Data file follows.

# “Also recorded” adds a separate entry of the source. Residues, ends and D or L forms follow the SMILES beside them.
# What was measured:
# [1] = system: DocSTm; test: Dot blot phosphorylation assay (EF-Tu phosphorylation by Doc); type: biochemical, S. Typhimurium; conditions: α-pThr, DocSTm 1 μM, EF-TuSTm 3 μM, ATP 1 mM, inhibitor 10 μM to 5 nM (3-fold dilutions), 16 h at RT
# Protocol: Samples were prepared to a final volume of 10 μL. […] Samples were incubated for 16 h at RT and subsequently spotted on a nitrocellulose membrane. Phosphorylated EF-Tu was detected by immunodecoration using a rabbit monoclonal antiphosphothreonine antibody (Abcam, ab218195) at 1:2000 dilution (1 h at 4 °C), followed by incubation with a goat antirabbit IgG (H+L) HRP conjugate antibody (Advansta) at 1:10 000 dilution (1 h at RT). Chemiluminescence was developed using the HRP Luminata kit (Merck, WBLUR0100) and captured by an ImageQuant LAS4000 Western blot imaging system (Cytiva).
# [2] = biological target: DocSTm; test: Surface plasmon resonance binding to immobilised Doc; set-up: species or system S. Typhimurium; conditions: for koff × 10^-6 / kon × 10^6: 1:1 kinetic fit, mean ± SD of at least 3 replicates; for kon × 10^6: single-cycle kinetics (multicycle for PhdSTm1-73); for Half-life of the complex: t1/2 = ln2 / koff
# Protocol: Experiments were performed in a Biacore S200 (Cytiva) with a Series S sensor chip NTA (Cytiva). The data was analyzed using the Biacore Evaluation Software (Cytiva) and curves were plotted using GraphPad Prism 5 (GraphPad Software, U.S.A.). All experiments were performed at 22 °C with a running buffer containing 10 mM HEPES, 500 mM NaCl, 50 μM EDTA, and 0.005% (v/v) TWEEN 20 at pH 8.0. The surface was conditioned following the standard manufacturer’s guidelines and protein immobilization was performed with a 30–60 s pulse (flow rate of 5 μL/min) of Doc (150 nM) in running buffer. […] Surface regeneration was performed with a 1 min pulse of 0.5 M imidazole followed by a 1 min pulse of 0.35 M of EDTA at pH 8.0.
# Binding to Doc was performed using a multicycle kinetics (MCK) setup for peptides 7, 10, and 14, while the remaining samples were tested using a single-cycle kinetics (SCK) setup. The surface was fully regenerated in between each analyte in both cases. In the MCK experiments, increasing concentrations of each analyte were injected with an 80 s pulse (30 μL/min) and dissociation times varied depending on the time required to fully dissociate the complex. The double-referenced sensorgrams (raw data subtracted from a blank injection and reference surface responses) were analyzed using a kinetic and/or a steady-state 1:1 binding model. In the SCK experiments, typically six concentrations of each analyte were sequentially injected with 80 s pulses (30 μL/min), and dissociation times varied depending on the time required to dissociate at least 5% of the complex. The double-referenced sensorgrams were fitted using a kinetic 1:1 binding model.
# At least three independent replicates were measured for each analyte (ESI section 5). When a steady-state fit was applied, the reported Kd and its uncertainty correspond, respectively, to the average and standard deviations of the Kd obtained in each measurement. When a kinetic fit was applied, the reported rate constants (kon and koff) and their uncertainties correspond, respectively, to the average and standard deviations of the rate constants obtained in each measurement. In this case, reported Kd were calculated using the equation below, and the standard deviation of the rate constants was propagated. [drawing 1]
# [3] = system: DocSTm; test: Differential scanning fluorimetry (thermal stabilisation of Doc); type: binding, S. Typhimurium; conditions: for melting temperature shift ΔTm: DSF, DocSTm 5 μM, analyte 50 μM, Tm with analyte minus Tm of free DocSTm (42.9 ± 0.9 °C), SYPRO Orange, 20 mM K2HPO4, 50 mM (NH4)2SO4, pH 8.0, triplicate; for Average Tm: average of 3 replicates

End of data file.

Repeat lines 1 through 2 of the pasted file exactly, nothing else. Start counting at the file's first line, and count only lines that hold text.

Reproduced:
# “Also recorded” adds a separate entry of the source. Residues, ends and D or L forms follow the SMILES beside them.
# What was measured: